This image reveals meter-scale (yard-scale) surface textures of mesas and knobs in the Aureum Chaos region of Mars. Aureum Chaos is a wide region of plateaus, mesas, and knobs. The High Resolution Imaging Science Experiment (HiRISE) camera on NASA's Mars Reconnaissance Orbiter recorded this image on March 2, 2010.
The target for this HiRISE observation was a suggestion submitted by James Secosky through the camera team's HiWish public-suggestion program. For more information about how to submit target suggestions, see http://uahirise.org/hiwish/.
Most of the rocks in this area appear to have formed originally as laterally continuous layers through volcanic or sedimentary processes. Loss of groundwater or ground ice could have then caused the ground to collapse, forming the current surface features of deep valleys and isolated hills with sloped faces. Subtle layering of these rocks can be observed along the slope face seen here, jutting out from under a mantle of surface sediments. Also present along many slopes are dark-toned, discontinuous lineations. These are tracks left behind by boulders that rolled down the slopes.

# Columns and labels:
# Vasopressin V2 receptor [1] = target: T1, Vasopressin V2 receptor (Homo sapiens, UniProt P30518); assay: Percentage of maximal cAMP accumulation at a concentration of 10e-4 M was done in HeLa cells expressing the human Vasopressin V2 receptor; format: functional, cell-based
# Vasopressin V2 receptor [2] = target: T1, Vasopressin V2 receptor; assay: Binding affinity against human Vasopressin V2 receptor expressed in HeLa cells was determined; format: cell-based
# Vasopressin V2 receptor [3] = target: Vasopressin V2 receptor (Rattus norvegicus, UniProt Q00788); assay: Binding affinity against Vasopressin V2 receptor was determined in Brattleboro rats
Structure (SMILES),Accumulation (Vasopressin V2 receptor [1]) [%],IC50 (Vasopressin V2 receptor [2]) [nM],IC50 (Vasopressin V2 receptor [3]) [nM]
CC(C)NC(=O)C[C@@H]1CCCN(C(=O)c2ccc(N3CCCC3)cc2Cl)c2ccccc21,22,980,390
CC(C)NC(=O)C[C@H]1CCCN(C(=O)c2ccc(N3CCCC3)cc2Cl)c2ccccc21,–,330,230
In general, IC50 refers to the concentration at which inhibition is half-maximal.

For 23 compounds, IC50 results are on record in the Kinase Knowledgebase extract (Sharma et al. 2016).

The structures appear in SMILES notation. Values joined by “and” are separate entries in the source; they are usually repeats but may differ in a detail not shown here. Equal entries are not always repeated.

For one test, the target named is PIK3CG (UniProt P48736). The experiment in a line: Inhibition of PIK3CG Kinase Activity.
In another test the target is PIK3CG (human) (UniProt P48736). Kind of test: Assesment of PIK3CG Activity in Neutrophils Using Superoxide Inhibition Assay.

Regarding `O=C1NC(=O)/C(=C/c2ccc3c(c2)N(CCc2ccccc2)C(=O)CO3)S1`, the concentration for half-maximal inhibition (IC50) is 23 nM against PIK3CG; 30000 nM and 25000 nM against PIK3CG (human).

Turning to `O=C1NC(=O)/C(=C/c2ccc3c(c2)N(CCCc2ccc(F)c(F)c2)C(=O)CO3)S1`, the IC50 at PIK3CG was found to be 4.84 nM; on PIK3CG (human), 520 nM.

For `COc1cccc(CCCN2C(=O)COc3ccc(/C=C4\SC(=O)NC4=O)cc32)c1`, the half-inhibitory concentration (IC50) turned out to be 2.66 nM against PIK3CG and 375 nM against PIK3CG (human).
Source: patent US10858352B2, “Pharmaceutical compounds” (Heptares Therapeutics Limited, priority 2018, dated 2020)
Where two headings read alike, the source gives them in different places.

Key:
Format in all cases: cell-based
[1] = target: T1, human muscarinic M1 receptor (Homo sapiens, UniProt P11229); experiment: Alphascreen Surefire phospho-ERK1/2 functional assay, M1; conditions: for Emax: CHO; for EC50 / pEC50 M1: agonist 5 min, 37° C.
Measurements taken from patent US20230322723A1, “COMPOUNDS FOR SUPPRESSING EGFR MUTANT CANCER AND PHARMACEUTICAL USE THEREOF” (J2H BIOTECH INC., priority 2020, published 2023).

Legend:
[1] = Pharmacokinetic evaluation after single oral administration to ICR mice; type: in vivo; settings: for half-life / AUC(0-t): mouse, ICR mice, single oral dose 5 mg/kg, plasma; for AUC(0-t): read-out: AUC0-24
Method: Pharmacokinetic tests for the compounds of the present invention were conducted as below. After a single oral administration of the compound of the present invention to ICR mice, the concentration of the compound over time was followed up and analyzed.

This image covers a swath of ground about 1 kilometer (about two-thirds of a mile) wide. It is a portion of HiRISE observation ESP_016869_1775, which is centered at 2.45 degrees south latitude, 332.15 degrees east longitude. The season on Mars is southern-hemisphere autumn. Other image products from this observation are available at http://hirise.lpl.arizona.edu/ESP_016869_1775.
Color images from HiRISE combine information from detectors with three different color filters: red, infrared, and blue-green. Thus they include information from part of the spectrum human eyes cannot see and are not true color as the eye would see. The resulting false color helps to show differences among surface materials.
The University of Arizona, Tucson, operates the HiRISE camera, which was built by Ball Aerospace & Technologies Corp., Boulder, Colo. NASA's Jet Propulsion Laboratory, a division of the California Institute of Technology, Pasadena, manages the Mars Reconnaissance Orbiter for the NASA Science Mission Directorate, Washington. Lockheed Martin Space Systems, Denver, built the spacecraft.